(Photo credit: Andrew Farnsworth; Inwood Hill Park, 12 Nov 2012)
Yesterday evening an observation of a Barnacle Goose in the Inwood area came across on eBird. Though the person who submitted the observation on her list of birds did not provide more precise detail as to location, the physical description of the bird was entirely consistent with Barnacle Goose. A large flock of Canada Geese was also listed, so I assumed that the Barnacle was associating with it.
Barnacle Goose is a very, very rare visitor from the far north Atlantic Ocean.
I decided I had to try to find this bird!
I knew that there were two places in Inwood Hill Park where geese tend to congregate. One is the baseball fields off of Dyckman Street on the west end of the Park by the Hudson. This is where I went first this morning. A dense fog made for very low visibility. At the northernmost end of the fields, around the picnic area, I found a flock of a dozen Canada Geese but no Barnacle.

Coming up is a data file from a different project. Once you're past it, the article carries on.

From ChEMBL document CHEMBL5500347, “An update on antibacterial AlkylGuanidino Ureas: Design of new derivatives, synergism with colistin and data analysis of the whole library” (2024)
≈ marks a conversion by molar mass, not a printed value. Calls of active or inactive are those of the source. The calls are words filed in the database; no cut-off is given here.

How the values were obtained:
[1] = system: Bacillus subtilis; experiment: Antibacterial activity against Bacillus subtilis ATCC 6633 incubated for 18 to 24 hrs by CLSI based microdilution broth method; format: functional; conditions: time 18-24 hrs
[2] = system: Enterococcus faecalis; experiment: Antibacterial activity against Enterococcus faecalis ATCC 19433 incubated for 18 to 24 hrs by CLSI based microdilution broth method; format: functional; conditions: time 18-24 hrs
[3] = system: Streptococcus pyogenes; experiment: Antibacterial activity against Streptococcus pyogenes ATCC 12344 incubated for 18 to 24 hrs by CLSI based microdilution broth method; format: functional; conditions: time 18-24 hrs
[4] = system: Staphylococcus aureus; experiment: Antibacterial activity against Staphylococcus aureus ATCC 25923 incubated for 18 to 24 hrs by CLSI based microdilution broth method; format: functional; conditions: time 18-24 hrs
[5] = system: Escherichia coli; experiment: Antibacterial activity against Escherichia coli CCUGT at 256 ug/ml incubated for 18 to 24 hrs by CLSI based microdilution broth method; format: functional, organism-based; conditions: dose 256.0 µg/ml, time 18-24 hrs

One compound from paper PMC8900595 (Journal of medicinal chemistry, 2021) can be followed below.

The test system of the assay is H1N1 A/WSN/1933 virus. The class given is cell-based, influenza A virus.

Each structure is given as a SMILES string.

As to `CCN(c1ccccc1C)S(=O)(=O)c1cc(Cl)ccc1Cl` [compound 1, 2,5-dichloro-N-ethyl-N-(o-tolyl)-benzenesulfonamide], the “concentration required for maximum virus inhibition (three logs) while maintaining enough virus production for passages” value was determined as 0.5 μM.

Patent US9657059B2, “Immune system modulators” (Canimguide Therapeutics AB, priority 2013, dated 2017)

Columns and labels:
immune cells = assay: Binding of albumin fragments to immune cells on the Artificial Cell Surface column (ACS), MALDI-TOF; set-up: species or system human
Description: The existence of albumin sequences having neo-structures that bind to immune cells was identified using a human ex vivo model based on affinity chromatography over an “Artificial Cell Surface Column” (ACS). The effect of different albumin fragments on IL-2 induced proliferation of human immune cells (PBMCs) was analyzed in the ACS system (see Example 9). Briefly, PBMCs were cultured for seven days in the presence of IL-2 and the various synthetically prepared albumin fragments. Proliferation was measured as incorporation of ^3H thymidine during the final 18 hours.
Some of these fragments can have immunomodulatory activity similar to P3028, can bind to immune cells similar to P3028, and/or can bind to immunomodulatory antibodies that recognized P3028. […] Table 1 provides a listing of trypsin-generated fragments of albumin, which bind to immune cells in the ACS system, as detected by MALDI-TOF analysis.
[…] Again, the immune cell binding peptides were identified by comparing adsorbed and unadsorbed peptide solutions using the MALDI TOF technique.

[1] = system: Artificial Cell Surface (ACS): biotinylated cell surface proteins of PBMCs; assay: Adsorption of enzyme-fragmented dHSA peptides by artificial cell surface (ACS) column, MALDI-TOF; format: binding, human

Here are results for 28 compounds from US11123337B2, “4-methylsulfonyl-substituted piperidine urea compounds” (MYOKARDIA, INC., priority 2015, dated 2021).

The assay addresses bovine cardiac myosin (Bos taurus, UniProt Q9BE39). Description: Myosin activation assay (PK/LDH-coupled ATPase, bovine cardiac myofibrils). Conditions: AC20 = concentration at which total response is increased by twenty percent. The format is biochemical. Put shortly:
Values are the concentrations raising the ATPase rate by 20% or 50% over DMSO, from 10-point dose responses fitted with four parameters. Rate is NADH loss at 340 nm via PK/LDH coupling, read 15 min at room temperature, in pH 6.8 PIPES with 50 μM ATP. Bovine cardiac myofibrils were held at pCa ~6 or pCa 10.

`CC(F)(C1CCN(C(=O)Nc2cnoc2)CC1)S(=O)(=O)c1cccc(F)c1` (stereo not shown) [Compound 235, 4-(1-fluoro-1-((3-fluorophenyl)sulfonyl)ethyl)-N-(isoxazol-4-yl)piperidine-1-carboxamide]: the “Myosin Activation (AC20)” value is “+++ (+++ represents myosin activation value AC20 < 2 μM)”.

The other place for geese is on the eastern end of the Park by the large inlet. I went there next and on the second baseball field north of the entrance by the tennis courts I found a large flock of Canada Geese. I scanned the flock and quickly saw the white-faced bird that stuck out: it was the Barnacle Goose!
I wrote back to Andrew Farnsworth — a Cornell researcher who helps manage eBird and who had been looking into this sighting — that I had found the bird. He put out an announcement on NYNYBIRD and then sped off to Inwood Hill. Despite a flat tire on the way he was first to arrive about an hour later at 11:35.
We got close views of the Barnacle Goose, which appeared healthy and had no band that might indicate origin from a farm or zoo. It was not bothered much by the baseball practice going on nearby.
I phoned Starr, who lives nearby in Inwood, shortly after finding the bird. She was on the scene quickly and mentioned that she knew of no other previous sighting of Barnacle Goose in Manhattan. A memorable morning for all involved!